IDEAS home Printed from https://ideas.repec.org/
MyIDEAS: Login to save this paper or follow this series

The Effect of Market Leadership in Business Process Innovation: The Case(s) of E-Business Adoption

  • Kristina Steffenson McElheran

    ()

    (Harvard Business School, Technology and Operations Management Unit)

Registered author(s):

    This paper empirically investigates how market leadership influences firm propensity to adopt new business process innovations. Using a unique data set spanning roughly 35,000 plants in 86 U.S. manufacturing industries, I study the adoption of frontier e-business practices during the early diffusion of the commercial internet. Theory predicts that firms with greater market share will be more likely to adopt innovations that build on their existing strengths, while they will resist more radical technological advances. While prior work primarily focuses on product innovation, I extend the logic into the business process setting to find that leaders were far more likely to adopt the incremental innovation of internet-based e-buying. However, they were commensurately less likely to adopt the more strategically sensitive and complex practice of e-selling. This pattern is remarkably robust, holding across a wide range of industries and controlling for factors such as productivity and related technological capabilities. The results are explicated by a framework I develop for understanding the drivers of this behavior and making it possible to classify business process innovations as radical or not. While greater market share promotes adoption of all types of business process innovations, this effect is outweighed by additional co-invention and coordination costs whenever a technological advance address strategically sensitive and complex business processes that must also span the firm boundary.

    If you experience problems downloading a file, check if you have the proper application to view it first. In case of further problems read the IDEAS help page. Note that these files are not on the IDEAS site. Please be patient as the files may be large.

    File URL: http://www.hbs.edu/research/pdf/10-104.pdf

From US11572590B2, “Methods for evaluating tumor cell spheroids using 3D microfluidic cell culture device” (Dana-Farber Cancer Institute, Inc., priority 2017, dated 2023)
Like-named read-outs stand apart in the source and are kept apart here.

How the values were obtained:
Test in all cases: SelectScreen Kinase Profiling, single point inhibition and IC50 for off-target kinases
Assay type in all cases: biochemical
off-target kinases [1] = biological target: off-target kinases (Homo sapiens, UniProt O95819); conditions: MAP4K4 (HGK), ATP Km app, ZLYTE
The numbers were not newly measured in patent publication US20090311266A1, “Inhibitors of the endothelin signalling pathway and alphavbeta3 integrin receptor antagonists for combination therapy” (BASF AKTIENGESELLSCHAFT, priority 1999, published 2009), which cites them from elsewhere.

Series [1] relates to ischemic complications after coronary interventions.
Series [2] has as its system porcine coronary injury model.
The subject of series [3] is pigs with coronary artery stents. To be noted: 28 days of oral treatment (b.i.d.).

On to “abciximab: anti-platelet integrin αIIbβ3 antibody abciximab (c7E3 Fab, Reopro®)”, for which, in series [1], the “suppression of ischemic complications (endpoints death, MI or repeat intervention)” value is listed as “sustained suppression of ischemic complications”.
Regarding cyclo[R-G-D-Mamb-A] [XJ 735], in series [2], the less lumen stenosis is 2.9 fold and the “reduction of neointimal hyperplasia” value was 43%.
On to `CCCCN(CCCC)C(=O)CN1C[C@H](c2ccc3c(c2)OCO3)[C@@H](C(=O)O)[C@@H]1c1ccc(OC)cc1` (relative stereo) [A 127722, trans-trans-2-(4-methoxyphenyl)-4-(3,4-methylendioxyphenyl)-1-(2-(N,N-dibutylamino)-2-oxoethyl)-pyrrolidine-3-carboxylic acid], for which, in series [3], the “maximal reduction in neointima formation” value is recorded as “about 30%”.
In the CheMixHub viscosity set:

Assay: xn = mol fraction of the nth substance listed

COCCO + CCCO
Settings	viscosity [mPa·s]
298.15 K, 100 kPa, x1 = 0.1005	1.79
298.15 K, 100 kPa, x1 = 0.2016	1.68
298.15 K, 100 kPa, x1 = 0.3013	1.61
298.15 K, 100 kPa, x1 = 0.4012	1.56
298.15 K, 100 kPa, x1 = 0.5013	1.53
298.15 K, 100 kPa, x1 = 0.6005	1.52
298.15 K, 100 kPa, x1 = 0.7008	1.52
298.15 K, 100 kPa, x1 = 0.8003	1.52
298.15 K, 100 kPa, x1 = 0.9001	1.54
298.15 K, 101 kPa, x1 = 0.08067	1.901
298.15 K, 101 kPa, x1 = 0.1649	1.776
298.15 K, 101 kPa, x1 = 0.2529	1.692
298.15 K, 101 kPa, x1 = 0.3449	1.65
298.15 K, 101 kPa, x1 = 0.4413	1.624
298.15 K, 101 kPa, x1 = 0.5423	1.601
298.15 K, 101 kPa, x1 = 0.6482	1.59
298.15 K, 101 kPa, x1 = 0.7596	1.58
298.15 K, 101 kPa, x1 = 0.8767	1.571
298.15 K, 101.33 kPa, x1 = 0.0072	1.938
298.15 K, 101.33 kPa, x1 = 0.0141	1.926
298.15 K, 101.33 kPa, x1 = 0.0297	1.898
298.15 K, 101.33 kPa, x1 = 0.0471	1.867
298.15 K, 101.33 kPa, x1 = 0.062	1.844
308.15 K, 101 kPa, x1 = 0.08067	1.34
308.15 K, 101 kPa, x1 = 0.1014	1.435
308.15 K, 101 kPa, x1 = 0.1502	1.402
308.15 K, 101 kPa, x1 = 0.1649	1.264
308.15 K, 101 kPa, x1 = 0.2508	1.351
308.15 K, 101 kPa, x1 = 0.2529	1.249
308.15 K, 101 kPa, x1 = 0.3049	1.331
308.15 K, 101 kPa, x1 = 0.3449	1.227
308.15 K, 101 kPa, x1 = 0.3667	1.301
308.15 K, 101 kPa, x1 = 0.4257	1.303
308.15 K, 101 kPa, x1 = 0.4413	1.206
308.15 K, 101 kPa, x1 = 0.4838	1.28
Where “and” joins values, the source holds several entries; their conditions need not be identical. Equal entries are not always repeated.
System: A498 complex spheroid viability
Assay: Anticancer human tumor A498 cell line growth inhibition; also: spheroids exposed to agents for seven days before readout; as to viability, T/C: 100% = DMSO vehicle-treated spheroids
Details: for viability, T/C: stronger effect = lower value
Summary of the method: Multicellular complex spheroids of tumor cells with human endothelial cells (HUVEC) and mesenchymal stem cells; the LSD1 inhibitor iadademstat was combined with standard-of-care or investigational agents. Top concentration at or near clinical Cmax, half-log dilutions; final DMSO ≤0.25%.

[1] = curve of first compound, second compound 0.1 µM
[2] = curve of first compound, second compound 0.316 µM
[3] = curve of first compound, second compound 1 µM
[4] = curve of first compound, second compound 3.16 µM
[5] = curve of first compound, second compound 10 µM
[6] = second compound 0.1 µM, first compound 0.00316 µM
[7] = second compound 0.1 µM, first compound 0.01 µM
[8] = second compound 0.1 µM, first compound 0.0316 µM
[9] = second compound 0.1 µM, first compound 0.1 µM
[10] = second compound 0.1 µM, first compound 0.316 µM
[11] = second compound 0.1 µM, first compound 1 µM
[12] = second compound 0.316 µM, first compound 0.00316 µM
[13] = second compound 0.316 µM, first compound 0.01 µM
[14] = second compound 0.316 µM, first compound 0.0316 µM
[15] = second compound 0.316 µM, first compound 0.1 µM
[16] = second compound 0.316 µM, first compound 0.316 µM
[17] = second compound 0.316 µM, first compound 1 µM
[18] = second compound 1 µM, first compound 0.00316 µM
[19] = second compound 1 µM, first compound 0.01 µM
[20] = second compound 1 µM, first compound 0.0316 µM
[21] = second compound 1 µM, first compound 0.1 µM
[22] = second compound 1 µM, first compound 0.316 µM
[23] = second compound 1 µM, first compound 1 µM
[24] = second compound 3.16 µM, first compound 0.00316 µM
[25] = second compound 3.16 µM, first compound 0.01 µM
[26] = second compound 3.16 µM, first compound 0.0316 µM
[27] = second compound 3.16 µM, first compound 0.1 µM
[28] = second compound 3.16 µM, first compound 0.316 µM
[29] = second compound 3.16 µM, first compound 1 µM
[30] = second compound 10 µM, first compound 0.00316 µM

Download Restriction: no

    Paper provided by Harvard Business School in its series Harvard Business School Working Papers with number 10-104.

    as
    in new window

    Length: 44 pages
    Date of creation: May 2010
    Date of revision: Jun 2010
    Handle: RePEc:hbs:wpaper:10-104
    Contact details of provider: Postal: Soldiers Field, Boston, Massachusetts 02163
    Phone: 617.495.6000
    Web page: http://www.hbs.edu/

    More information through EDIRC

    No references listed on IDEAS
    You can help add them by filling out this form.

    This item is not listed on Wikipedia, on a reading list or among the top items on IDEAS.

    When requesting a correction, please mention this item's handle: RePEc:hbs:wpaper:10-104. See general information about how to correct material in RePEc.

    For technical questions regarding this item, or to correct its authors, title, abstract, bibliographic or download information, contact: (Soebagio Notosoehardjo)

    If you have authored this item and are not yet registered with RePEc, we encourage you to do it here. This allows to link your profile to this item. It also allows you to accept potential citations to this item that we are uncertain about.

    If references are entirely missing, you can add them using this form.

    If the full references list an item that is present in RePEc, but the system did not link to it, you can help with this form.

    If you know of missing items citing this one, you can help us creating those links by adding the relevant references in the same way as above, for each refering item. If you are a registered author of this item, you may also want to check the "citations" tab in your profile, as there may be some citations waiting for confirmation.

    Please note that corrections may take a couple of weeks to filter through the various RePEc services.

    This information is provided to you by IDEAS at the Research Division of the Federal Reserve Bank of St. Louis using RePEc data.